The Texas annexation in 1845 was the first direct application of the Monroe doctrine. President Polk reinterpreted the Monroe Doctrine in terms of the prevailing spirit of the Manifest Destiny. This belief consisted in the idea that US was destined to expand across the continent, which served to justify the war with Mexico. Initially, Monroe intended that America was no longer a European colony; instead Polk stated that European powers must not interfere in the US´s territorial expansion. As an example of this new interpretation, it can be highlighted that the US position was completely different in the case of the Anglo-French blockade of the Río de la Plata and other interventions such as the occupation of the Falklands by UK (1833) or French invasion of Veracruz (1838). The US president considered differently those interventions that affected directly the vital interests of US from the others that were far from its territory, even when the American countries requested assistance from the US.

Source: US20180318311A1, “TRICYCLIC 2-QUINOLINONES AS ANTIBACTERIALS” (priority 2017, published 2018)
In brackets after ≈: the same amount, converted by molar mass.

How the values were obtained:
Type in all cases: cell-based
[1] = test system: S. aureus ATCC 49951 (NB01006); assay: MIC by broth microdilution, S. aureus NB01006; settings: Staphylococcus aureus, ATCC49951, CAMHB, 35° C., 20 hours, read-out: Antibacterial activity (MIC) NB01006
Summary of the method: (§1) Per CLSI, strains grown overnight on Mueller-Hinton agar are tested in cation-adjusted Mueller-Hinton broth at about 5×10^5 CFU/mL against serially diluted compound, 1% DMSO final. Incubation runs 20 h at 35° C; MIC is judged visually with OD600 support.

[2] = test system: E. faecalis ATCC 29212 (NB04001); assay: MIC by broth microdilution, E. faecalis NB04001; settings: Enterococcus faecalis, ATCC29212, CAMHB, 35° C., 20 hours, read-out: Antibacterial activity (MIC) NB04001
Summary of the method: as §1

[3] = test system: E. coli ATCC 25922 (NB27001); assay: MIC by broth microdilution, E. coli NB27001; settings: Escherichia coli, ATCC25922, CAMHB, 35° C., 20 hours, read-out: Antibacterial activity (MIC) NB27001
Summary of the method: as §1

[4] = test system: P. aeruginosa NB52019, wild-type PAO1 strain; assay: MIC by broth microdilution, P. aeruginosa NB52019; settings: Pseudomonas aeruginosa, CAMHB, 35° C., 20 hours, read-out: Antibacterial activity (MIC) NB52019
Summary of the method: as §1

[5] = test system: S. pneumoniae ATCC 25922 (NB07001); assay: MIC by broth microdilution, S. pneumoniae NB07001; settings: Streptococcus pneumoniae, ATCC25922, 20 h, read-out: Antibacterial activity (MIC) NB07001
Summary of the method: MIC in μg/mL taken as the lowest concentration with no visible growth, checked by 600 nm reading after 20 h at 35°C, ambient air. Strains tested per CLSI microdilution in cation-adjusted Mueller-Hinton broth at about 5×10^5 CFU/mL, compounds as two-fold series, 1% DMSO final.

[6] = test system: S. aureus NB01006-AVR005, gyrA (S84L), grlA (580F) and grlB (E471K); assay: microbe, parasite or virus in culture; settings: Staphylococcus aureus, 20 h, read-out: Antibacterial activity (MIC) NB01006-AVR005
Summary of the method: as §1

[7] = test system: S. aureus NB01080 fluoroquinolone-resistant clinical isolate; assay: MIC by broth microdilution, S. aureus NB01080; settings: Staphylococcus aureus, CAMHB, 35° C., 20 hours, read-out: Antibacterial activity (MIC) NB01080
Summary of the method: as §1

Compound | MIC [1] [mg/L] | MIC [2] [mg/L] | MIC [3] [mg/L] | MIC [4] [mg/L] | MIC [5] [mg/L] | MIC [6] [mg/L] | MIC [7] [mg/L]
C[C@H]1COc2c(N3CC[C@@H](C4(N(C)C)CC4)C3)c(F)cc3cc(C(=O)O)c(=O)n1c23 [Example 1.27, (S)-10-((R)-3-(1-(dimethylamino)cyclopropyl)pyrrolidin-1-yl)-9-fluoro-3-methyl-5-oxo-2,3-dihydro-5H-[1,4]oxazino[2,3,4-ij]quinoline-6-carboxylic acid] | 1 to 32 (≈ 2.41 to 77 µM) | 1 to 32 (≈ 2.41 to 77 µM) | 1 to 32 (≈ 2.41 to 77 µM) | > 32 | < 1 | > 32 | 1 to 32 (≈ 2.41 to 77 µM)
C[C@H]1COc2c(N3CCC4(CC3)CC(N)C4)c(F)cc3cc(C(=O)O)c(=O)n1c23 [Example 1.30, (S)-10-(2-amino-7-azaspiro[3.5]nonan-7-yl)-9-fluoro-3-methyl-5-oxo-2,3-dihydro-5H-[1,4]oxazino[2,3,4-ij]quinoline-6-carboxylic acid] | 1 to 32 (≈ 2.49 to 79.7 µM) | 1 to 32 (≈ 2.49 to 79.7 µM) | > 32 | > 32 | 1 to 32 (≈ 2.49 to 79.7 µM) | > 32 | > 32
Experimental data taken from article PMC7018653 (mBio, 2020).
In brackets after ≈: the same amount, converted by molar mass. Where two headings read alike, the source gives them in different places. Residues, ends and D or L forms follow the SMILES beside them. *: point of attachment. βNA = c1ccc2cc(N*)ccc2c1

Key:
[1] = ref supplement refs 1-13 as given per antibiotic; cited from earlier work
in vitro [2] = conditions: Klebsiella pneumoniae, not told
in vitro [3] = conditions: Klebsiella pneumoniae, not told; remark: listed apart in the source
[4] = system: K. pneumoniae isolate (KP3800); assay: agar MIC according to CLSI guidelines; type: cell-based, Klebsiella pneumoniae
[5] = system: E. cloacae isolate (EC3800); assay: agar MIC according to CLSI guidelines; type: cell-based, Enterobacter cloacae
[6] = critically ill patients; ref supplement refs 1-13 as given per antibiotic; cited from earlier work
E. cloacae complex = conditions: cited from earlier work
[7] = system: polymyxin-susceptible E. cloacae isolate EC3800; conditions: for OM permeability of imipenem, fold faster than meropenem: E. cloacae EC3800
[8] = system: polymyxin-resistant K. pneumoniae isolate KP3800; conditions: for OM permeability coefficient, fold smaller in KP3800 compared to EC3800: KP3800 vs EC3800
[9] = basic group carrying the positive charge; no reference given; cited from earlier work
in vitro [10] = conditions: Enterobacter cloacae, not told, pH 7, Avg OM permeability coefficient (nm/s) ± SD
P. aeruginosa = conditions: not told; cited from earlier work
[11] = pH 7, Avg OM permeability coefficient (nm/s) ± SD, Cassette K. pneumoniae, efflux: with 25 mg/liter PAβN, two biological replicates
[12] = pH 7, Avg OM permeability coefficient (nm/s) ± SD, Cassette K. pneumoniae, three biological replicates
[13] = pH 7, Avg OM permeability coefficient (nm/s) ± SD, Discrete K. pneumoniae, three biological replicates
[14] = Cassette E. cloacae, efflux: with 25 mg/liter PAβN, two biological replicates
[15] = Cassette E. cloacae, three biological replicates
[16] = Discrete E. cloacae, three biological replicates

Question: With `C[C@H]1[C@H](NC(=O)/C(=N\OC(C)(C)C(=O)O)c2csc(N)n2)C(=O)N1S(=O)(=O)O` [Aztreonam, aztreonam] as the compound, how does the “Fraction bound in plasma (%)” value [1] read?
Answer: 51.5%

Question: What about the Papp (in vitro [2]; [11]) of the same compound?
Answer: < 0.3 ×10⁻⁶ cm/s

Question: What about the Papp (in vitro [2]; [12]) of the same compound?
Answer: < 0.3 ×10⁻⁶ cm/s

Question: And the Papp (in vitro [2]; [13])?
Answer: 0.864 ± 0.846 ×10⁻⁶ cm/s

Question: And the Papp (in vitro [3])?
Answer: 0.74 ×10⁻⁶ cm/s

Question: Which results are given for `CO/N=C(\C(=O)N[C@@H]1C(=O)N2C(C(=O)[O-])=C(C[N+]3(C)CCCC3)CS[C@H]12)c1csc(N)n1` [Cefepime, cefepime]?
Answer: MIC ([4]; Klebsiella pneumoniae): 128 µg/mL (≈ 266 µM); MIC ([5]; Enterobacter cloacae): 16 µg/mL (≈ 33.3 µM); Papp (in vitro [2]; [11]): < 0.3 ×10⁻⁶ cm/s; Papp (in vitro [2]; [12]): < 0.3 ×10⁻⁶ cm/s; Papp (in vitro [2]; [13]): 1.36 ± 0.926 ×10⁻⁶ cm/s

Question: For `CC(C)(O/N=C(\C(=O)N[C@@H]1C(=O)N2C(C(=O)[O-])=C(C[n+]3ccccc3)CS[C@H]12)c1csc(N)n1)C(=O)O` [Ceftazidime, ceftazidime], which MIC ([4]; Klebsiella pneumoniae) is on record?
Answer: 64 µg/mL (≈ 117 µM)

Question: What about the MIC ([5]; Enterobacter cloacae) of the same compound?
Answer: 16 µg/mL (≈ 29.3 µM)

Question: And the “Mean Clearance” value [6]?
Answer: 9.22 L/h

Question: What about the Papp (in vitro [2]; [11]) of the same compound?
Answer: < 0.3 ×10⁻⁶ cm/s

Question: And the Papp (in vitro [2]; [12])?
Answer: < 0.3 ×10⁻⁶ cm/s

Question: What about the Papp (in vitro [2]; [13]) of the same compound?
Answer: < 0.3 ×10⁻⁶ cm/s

The outbreak of the American Civil War prevented the imposition of the Monroe doctrine therefore, no opposition came from US when French forces invaded and conquered Mexico in 1862, except a complaint of the violation of The Doctrine. A remarkable feature of this complaint was that for the first time, Monroe Doctrine was widely referred to as a Doctrine. When the civil war finally finished, U.S. sent troops to the Mexican border in order to put pressure on the French colonialist government, which was eventually defeated by the Mexican troops.